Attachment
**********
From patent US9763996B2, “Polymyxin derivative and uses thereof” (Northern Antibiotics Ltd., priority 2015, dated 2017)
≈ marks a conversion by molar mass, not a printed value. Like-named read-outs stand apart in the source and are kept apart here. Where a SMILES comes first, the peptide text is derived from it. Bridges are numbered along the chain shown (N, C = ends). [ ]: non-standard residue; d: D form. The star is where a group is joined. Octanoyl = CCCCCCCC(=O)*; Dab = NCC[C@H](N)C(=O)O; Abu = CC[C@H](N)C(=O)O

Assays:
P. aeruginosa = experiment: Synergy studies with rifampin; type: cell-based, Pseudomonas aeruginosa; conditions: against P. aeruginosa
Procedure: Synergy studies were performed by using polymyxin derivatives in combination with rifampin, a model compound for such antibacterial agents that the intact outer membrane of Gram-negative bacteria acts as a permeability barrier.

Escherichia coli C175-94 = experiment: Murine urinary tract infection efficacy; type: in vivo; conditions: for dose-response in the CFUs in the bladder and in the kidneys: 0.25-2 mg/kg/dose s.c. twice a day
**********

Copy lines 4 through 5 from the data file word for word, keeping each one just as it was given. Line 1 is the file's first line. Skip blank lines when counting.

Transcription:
P. aeruginosa = experiment: Synergy studies with rifampin; type: cell-based, Pseudomonas aeruginosa; conditions: against P. aeruginosa
Procedure: Synergy studies were performed by using polymyxin derivatives in combination with rifampin, a model compound for such antibacterial agents that the intact outer membrane of Gram-negative bacteria acts as a permeability barrier.